Singapore money become plastic

The Monetary Authority of Singapore (MAS), the central bank, said that two-dollar polymer, or plastic, notes will be issued starting from January 12.

Their introduction comes after the first batch of 10-dollar plastic notes began circulating in May last year.

Positive feedback about the 10-dollar note led the MAS to also introduce the two dollar purple-coloured denomination in plastic form, Philip Woo, MAS's deputy director of notes and securities, told.

"The 10-dollar polymer note was successful. The public liked it and the response was favorable," Woo said, adding that plastic notes are more cost effective because of their longer life span.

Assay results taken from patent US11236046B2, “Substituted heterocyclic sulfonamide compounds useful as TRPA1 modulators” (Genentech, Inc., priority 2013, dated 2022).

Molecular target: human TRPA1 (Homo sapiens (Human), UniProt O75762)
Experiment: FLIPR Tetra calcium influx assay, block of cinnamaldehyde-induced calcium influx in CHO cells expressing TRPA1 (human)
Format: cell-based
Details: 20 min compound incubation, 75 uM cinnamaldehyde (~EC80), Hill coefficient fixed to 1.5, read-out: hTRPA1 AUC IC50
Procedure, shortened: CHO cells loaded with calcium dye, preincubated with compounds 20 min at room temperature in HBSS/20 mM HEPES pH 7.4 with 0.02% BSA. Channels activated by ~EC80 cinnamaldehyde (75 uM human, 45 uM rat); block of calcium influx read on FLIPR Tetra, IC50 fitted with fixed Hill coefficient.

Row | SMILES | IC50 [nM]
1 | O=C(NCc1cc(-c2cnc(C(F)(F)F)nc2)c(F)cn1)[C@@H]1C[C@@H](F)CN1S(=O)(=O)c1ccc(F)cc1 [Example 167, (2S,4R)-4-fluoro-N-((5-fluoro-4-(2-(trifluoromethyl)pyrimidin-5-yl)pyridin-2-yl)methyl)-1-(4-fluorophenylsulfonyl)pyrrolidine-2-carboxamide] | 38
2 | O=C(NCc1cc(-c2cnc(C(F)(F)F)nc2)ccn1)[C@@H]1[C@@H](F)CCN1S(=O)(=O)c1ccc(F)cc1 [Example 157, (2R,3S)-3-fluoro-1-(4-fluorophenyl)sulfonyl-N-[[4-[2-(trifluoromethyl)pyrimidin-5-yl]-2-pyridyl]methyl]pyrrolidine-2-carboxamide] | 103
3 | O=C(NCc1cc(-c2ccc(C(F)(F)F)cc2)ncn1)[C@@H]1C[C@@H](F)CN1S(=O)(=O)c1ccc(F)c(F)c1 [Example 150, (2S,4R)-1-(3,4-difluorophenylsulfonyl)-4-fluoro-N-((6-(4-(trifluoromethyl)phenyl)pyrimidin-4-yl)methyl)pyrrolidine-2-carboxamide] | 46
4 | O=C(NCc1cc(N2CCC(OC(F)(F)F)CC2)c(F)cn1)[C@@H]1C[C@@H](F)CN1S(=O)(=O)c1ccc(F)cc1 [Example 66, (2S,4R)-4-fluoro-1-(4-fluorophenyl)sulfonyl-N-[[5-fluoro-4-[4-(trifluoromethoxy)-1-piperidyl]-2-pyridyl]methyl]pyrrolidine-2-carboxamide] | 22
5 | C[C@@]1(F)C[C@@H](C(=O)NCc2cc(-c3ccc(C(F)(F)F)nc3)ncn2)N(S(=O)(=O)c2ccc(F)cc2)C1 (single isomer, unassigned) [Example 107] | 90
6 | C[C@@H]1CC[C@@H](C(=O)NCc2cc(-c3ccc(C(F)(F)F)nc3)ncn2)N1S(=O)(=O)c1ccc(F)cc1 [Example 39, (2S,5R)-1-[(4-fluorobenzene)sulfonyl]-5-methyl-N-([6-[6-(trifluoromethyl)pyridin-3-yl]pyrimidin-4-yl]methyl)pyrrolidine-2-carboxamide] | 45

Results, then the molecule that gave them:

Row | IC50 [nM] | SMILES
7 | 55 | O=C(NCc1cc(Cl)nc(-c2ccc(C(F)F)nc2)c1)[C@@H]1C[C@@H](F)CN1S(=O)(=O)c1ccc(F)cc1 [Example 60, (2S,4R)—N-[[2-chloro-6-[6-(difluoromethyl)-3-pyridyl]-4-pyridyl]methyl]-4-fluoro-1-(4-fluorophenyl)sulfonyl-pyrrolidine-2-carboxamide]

It is believed that a plastic note is expected to last three to four times longer than a paper note.

Since the introduction of polymer notes last year, Singapore has joined countries including Australia, New Zealand, Malaysia, Brunei and Indonesia which already use plastic money.

Asked about future plans for plastic notes Woo said, "We are very confident moving forward" but added that the MAS does not have a definite time plan for a full conversion of paper to plastic.

"We are going to see how it goes. It will be done in phases and I can't set a time frame," he added.

Paper two-dollar notes will continue to circulate and be legal tender, AFP reports.


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